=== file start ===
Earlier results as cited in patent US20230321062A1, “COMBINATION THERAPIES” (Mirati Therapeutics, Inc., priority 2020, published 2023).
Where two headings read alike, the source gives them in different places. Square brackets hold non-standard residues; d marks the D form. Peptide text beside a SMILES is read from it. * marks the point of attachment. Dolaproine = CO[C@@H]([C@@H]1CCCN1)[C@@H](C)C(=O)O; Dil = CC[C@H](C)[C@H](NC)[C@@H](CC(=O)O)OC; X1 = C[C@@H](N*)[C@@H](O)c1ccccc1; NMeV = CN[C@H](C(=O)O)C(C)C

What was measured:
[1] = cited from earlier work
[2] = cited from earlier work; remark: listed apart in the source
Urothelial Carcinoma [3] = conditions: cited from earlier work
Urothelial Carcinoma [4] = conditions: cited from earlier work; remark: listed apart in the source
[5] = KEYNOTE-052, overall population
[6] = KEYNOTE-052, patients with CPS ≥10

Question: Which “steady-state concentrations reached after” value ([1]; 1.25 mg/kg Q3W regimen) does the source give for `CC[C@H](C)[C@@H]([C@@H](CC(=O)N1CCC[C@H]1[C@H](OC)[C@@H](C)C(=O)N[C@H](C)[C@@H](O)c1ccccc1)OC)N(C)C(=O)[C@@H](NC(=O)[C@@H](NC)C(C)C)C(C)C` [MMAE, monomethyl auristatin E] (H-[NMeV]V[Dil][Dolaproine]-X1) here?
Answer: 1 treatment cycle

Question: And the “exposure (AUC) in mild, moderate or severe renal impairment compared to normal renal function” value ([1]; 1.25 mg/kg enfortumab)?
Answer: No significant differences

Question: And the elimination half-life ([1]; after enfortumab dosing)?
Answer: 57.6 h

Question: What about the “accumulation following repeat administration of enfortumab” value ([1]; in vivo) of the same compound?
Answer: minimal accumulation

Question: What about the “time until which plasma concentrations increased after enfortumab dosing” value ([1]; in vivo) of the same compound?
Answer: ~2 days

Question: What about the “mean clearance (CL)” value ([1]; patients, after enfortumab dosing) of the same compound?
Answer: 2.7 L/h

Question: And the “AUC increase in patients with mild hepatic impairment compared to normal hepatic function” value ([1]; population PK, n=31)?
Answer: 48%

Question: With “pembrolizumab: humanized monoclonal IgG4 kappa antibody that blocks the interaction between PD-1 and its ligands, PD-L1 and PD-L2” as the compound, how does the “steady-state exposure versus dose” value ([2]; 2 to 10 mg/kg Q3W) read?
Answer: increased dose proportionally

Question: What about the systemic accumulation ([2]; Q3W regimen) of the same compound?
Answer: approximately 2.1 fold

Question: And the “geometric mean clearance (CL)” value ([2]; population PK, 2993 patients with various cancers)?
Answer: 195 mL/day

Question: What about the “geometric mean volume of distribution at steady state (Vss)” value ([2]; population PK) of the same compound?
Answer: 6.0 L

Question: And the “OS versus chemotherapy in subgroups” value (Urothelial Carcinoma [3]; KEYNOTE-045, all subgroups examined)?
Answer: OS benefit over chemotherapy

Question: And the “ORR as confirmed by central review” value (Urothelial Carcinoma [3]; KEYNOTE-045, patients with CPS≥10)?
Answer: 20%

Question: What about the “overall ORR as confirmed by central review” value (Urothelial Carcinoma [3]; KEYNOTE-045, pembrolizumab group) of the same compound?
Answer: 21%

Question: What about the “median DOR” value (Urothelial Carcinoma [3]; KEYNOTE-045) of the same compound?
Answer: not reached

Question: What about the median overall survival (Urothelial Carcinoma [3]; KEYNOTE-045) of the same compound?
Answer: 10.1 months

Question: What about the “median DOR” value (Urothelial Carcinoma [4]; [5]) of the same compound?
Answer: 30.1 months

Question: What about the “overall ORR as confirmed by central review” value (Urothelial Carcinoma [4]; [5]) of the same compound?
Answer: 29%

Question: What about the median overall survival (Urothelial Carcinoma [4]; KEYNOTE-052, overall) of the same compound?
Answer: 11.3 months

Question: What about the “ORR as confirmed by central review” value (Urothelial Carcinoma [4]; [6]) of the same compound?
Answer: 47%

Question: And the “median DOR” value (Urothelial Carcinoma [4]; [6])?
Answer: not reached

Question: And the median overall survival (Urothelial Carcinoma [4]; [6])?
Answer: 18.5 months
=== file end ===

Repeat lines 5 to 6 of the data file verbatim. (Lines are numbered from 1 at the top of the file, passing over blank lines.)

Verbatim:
[2] = cited from earlier work; remark: listed apart in the source
Urothelial Carcinoma [3] = conditions: cited from earlier work